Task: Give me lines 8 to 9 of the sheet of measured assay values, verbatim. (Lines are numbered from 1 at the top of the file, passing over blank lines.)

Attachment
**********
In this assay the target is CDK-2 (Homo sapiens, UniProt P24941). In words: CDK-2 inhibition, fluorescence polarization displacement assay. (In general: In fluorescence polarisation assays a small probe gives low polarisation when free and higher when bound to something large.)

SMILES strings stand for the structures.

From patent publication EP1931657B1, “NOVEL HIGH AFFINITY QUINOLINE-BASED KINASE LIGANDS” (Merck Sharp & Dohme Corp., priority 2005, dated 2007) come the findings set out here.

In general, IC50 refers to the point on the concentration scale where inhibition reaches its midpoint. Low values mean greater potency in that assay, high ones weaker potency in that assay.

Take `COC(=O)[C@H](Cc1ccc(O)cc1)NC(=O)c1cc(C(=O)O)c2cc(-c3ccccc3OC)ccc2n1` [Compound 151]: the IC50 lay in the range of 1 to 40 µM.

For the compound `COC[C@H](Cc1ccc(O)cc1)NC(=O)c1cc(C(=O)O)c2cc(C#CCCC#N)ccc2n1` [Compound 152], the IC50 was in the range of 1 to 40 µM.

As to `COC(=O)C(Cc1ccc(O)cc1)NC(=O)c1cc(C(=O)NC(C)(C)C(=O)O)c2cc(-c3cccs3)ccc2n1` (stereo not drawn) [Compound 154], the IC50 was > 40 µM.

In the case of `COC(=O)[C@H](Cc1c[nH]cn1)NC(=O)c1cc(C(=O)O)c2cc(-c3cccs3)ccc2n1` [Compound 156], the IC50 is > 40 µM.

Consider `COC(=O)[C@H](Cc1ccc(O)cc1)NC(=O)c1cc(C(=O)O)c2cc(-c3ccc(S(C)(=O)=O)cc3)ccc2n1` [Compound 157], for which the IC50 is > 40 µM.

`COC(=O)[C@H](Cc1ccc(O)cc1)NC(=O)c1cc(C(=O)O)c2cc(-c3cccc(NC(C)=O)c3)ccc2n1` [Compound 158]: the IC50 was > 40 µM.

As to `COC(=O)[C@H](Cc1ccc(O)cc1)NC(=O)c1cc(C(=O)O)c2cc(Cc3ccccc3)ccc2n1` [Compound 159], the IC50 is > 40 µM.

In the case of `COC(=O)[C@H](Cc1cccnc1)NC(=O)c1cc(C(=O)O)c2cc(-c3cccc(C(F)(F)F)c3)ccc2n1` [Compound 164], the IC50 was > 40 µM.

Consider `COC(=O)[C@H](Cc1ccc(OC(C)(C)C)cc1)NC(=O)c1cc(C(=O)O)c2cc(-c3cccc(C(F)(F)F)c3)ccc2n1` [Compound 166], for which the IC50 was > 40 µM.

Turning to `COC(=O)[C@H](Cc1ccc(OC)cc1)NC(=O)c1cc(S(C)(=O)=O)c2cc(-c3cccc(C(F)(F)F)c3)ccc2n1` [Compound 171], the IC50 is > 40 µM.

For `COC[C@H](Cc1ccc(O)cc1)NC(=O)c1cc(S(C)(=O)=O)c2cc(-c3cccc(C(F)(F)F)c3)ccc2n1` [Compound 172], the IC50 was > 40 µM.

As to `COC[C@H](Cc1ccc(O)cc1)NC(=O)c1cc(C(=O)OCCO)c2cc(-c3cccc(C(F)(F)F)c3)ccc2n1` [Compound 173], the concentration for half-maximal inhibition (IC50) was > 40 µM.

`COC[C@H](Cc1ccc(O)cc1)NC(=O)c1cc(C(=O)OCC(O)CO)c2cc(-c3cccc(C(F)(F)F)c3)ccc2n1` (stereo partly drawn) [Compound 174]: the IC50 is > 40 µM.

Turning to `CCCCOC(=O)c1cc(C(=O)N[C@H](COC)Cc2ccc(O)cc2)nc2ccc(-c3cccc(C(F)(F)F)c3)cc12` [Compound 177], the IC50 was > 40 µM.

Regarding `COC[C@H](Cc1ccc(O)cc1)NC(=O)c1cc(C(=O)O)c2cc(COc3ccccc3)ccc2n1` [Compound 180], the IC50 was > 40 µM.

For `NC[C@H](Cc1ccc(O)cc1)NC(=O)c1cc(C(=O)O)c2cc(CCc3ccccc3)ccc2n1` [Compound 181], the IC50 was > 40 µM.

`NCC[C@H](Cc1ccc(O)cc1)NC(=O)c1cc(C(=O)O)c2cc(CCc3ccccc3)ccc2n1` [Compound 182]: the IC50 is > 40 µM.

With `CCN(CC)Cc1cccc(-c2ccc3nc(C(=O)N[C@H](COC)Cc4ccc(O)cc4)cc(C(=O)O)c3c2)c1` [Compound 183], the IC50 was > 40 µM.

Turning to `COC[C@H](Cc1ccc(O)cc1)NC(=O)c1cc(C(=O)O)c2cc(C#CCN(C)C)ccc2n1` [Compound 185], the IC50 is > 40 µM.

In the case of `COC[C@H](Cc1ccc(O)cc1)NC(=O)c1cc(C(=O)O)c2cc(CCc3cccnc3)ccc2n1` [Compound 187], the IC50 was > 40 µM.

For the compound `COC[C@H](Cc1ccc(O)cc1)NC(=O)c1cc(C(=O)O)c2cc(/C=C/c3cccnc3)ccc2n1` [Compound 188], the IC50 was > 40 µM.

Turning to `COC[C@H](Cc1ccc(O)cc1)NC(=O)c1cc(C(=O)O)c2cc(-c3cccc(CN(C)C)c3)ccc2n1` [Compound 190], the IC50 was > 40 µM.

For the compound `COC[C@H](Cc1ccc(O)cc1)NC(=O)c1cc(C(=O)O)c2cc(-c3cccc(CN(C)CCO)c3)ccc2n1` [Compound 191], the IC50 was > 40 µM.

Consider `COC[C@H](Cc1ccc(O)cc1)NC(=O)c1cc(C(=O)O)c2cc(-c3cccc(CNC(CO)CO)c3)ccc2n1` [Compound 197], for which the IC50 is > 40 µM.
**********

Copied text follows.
In the case of `COC(=O)[C@H](Cc1c[nH]cn1)NC(=O)c1cc(C(=O)O)c2cc(-c3cccs3)ccc2n1` [Compound 156], the IC50 is > 40 µM.

Consider `COC(=O)[C@H](Cc1ccc(O)cc1)NC(=O)c1cc(C(=O)O)c2cc(-c3ccc(S(C)(=O)=O)cc3)ccc2n1` [Compound 157], for which the IC50 is > 40 µM.